‘Ben-Hur’ Is Latest Flop for Paramount


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Rodrigo Santoro as Jesus in “Ben-Hur.”

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Philippe Antonello/Paramount Pictures

LOS ANGELES — During new pressure on Viacom to turn around Paramount Pictures, the studio misfired again over the weekend: “Ben-Hur,” which cost Paramount and Metro-Goldwyn-Mayer about $100 million to make, not including marketing expenses, arrived to a disastrous $11.4 million in domestic ticket sales.

Big-budget flops are no longer uncommon in Hollywood. What is unusual is the patience that Paramount’s corporate owner has afforded the studio. In addition to “Ben-Hur,” “Teenage Mutant Ninja Turtles: Out of the Shadows,” “Whiskey Tango Foxtrot” and “Zoolander 2” failed to find audiences for Paramount.

Star Trek Beyond” has been a hit. But domestic ticket sales for that film trail its series predecessor by 36 percent. (“Star Trek Beyond” is still rolling out in major markets overseas.) On Friday, as Viacom ousted its chief executive, a media analyst, Michael Nathanson, called Paramount a “truly shocking” problem, noting in a report that the studio may lose $350 million this year.

Paramount did protect itself financially on “Ben-Hur” by teaming with Metro-Goldwyn-Mayer, which paid for 80 percent of the production costs. Paramount also believes that “Ben-Hur” can take in $100 million overseas. “Movies like ‘Ghostbusters,’ ‘Independence Day’ and ‘Ben-Hur’ certainly looked like they were going to be big going into the summer, but audiences, especially in the world of remakes, have been very tough,” Rob Moore, Paramount’s vice chairman, said in a phone interview on Sunday.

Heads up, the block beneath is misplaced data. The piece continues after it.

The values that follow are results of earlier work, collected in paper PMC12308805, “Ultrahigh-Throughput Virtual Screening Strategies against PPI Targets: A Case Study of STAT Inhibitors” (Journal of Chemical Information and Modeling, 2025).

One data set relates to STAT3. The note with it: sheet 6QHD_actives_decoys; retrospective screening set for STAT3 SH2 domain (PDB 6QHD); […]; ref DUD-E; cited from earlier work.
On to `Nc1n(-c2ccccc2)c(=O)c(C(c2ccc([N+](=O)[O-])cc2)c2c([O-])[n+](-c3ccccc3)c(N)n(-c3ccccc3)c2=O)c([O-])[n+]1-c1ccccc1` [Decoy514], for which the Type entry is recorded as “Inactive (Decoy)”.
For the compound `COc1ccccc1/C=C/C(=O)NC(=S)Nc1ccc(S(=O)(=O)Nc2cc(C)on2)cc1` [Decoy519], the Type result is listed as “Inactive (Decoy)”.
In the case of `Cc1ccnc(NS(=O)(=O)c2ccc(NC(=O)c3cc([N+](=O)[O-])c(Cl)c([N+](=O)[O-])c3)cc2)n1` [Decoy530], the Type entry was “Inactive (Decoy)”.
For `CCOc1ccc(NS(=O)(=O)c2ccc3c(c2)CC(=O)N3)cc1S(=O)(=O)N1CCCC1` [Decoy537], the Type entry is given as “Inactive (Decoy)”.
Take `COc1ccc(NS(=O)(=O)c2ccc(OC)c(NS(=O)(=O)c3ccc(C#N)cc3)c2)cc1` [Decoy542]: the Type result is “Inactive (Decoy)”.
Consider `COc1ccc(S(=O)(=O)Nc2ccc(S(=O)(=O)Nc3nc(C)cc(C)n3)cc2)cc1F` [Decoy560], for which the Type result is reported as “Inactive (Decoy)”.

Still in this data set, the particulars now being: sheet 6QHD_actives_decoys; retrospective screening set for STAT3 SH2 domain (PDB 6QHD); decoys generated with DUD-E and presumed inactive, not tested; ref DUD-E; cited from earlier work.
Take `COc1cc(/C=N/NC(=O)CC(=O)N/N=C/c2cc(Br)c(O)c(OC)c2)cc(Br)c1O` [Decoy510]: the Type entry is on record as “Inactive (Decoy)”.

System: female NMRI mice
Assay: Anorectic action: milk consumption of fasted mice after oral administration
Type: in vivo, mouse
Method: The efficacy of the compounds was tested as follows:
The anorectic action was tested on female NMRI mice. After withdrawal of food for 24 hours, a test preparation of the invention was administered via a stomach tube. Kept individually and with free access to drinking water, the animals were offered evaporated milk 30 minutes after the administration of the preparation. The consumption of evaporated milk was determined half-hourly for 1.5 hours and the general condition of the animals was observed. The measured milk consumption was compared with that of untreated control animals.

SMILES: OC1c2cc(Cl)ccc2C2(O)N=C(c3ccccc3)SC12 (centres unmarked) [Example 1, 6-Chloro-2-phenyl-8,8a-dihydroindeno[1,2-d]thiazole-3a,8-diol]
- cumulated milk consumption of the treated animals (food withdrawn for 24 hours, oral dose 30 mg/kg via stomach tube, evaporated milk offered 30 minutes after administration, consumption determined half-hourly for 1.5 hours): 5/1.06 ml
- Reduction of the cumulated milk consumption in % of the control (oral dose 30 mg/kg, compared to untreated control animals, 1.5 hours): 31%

Directed by Timur Bekmambetov and counting Mark Burnett as a producer, “Ben-Hur” appeared to run into several problems. It was a poorly reviewed remake of a celebrated classic for which few were clamoring. Moviegoers have also generally ignored sword-and-sandal epics in recent years.

In terms of turnaround efforts at Paramount, Mr. Moore pointed toward coming films like “Jack Reacher: Never Go Back,” with Tom Cruise; “Arrival,” a science-fiction thriller; and “Fences,” an adaptation of the August Wilson play starring Denzel Washington and Viola Davis that is seen as an Oscar candidate.

For the weekend, “Suicide Squad” (Warner Bros.) was again the No. 1 ticket seller. It took in about $20.7 million, for a three-week domestic total of $262.3 million, according to comScore. (Overseas, “Suicide Squad” has taken in $310.4 million.)

Among new wide-releases, the R-rated comedic drama “War Dogs” (Warner Bros.) performed the best. Costing at least $45 million to make, “War Dogs,” which received mediocre reviews, collected an estimated $14.3 million. The animated movie “Kubo and the Two Strings” (Focus Features), which delighted most critics and cost Laika Entertainment $55 million to make, arrived to about $12.6 million in ticket sales.

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